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Java Enterprise in a Nutshell: A Practical Guide als Buch

Java Enterprise in a Nutshell: A Practical Guide

Sprache: Englisch.
Buch (kartoniert)
Nothing is as constant as change, and this is as true in enterprise computing as anywhere else. With the recent release of Java 2 Enterprise Edition 1.4, developers are being called on to add even greater, more complex levels of interconnectivity to … weiterlesen


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Java Enterprise in a Nutshell: A Practical Guide als Buch


Titel: Java Enterprise in a Nutshell: A Practical Guide
Autor/en: Jim Farley, William Crawford

ISBN: 0596101422
EAN: 9780596101428
Sprache: Englisch.

Dezember 2005 - kartoniert - 871 Seiten


Nothing is as constant as change, and this is as true in enterprise computing as anywhere else. With the recent release of Java 2 Enterprise Edition 1.4, developers are being called on to add even greater, more complex levels of interconnectivity to their applications.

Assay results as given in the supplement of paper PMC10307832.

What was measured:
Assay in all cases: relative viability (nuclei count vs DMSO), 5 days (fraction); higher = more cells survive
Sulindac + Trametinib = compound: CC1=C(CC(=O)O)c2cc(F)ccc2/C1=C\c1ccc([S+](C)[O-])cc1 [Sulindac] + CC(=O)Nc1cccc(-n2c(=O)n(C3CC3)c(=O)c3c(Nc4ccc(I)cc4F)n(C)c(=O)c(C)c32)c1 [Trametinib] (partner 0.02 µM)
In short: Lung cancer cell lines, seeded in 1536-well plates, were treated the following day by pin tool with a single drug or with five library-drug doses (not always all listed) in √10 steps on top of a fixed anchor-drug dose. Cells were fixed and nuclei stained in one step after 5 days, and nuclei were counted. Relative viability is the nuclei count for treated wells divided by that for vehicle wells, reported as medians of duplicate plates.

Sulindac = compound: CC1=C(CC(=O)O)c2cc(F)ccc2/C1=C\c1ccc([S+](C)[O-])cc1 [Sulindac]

To do this, Java developers today need a clear understanding of how to apply the new APIs, use the latest open source Java tools, and learn the capabilities and pitfalls in Java 2 Enterprise Edition 1.4 -- so they can plan a technology and implementation strategy for new enterprise projects.
Fortunately, this is exactly what they get with the new Java Enterprise in a Nutshell, 3rd Edition. Because most integrated development environments (IDE) today include API lookup, we took out the main API sections from our previous edition to make room for new chapters, among others, on Ant, Cactus, Hibernate, Jakarta Struts, JUnit, security, XDoclet, and XML/JAXP.
Revised and updated for the new 1.4 version of Sun Microsystems Java Enterprise Edition software, Java Enterprise in a Nutshell, 3rd Edition is a practical guide for enterprise Java developers.